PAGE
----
Every device is a tool offering new musical possibilities, and 70 new factory presets showcase some of what can be achievable with each of them. But these note effects are made to mix and match. Try a Dribble to make your chords kinetic, followed by a Strum to clean things up as a speed limiter. Or Bend a single note into Multi-note so that all notes glide together, then Humanize the output so they aren’t perfectly aligned. And when taken together with the Arpeggiator, Micro-pitch, HW CV Instrument, or your favorite plug-in — new ideas are just waiting to be found.
See and hear them in action at Bitwig.com.
•Color palettes are now available for clips and layers. So if you want to turn an image into a palette, just drop a JPG or PNG into the Bitwig Studio window.
•Track MIDI output is now directly available in the track (and or via the HW Instrument device when you need delay compensation).
•Bitwig Studio’s Sampler now has a Release chain, where each note release triggers an instrument of your choice. So you can now import an SFZ file with both press and release samples, or try out a synth or VST to make any sound newly responsive.
•Multi-note (Note FX) still turns individual notes into chords of up to 8 notes, and it now offers “Chance” and velocity “Spread” settings for each of the 8 note slots. And modulating the enable switch or the pitch of each note is now realized immediately as well.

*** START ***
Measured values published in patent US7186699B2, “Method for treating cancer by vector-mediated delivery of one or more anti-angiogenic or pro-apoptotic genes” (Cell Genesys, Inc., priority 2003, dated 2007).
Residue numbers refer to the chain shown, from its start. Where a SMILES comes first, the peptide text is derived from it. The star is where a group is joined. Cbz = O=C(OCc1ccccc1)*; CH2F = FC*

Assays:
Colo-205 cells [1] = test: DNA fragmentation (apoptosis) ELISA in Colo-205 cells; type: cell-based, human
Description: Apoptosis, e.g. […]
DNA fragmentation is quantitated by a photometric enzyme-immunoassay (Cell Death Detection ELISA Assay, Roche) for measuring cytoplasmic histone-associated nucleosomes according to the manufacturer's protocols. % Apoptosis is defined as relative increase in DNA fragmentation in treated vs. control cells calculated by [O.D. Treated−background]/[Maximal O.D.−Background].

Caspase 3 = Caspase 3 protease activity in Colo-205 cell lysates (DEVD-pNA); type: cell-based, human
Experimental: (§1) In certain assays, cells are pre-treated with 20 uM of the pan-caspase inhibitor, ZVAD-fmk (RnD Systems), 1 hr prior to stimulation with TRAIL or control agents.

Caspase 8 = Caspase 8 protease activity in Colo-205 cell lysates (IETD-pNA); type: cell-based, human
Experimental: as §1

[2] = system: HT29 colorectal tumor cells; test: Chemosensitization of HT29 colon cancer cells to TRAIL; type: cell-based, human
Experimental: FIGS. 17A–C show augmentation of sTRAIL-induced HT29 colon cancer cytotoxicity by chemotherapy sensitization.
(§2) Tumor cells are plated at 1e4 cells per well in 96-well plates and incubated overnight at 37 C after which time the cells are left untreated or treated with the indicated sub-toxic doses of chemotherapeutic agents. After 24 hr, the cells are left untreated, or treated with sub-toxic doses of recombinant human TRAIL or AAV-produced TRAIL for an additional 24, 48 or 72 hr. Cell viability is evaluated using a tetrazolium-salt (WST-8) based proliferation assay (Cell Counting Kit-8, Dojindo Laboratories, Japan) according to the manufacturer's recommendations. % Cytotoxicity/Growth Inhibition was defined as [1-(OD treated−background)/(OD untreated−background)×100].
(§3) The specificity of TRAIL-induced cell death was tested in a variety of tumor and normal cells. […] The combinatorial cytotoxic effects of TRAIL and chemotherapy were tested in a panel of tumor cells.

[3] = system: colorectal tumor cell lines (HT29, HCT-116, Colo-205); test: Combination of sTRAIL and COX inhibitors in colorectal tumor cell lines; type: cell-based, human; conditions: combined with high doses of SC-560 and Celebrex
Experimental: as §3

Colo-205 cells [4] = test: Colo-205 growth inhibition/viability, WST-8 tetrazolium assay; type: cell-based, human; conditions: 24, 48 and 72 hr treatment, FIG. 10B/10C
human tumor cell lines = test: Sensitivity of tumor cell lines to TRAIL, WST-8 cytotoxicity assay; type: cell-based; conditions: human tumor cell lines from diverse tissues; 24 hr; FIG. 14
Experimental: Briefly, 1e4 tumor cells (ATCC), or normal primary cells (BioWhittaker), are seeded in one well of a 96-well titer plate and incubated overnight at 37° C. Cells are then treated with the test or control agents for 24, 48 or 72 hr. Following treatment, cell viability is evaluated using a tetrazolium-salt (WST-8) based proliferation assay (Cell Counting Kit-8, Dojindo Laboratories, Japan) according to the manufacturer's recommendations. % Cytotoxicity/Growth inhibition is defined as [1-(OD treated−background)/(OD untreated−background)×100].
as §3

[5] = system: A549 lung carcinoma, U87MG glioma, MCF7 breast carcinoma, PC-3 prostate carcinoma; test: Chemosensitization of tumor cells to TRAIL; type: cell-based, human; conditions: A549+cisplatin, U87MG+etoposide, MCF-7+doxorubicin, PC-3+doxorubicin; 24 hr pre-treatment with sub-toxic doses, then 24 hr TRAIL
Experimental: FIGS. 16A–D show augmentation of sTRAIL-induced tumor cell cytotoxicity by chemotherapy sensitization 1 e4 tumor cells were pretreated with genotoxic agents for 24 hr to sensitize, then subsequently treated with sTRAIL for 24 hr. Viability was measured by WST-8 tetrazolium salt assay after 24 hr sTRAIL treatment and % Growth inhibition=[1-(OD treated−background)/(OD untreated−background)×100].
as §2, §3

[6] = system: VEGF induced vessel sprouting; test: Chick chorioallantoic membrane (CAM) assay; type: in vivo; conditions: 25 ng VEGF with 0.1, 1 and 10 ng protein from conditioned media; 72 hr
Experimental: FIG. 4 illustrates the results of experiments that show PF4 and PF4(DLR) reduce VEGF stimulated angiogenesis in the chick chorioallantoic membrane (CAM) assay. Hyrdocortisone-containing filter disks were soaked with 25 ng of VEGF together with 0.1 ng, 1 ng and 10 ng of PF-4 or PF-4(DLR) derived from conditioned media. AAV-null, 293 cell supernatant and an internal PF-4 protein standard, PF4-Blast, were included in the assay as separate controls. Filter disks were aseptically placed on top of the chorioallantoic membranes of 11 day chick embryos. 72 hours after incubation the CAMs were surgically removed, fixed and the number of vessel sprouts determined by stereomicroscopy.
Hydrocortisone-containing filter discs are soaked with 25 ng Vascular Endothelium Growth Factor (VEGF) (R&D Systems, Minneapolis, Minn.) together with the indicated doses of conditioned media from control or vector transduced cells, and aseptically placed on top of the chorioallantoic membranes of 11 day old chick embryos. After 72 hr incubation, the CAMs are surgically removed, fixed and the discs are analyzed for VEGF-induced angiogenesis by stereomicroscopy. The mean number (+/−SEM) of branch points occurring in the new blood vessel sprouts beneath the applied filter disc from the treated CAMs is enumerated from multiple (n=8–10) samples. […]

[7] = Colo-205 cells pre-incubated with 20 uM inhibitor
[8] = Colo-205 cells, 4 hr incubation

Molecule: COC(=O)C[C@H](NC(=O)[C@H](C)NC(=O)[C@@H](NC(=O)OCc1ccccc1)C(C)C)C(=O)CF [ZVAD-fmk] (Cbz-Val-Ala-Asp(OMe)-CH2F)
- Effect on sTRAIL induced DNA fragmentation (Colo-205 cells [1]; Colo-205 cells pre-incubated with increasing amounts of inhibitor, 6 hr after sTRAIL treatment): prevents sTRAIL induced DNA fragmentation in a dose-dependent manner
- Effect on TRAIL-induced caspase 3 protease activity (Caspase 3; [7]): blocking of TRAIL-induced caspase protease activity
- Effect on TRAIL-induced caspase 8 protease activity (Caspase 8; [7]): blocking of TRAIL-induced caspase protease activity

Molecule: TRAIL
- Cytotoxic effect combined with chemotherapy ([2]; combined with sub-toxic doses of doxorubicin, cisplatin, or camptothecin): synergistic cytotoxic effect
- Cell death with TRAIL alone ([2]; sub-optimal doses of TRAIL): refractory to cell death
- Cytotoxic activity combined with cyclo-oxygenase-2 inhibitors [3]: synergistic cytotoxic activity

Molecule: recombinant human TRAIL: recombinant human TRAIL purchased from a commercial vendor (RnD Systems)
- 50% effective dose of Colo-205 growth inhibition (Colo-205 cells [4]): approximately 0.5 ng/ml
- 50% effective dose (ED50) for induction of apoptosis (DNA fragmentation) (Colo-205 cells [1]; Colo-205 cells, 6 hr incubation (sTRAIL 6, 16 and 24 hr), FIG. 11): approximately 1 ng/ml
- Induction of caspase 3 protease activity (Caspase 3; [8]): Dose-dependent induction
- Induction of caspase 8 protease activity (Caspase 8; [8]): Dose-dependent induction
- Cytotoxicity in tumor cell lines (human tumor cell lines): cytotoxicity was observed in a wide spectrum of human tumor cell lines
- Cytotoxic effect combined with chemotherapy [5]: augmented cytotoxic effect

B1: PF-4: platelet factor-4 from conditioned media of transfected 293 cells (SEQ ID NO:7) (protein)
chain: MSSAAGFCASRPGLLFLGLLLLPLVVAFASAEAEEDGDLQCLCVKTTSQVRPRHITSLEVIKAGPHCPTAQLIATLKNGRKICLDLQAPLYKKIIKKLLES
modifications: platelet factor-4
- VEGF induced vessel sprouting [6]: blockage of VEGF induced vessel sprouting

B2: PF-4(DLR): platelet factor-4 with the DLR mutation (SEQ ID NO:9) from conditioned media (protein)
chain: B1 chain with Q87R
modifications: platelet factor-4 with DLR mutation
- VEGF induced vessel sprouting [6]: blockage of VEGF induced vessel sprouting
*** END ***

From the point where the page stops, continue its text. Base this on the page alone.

•Note Length (Note FX) can still trigger an instrument or layer on note release, and like the new options in Sampler, you can now select whether the note on or note off velocity is used.
•Note Filter (Note FX) will still “Keep” only notes in a set pitch and velocity range, and it now has a “Reject” mode as well. So once a range is defined, just duplicate the device and flip the mode to get all the other notes. And then the note processing can begin...
The Bitwig Studio 4.1 beta is available for download today. Anyone with an active Bitwig Studio upgrade plan can download the installer from their account. The official Bitwig Studio 4.1 release is planned for this year.
Discover how to get creative with Bitwig Studio 4 in this advanced course, created by producer and Bitwig Certified Trainer Thavius Beck.
More info at Bitwig.com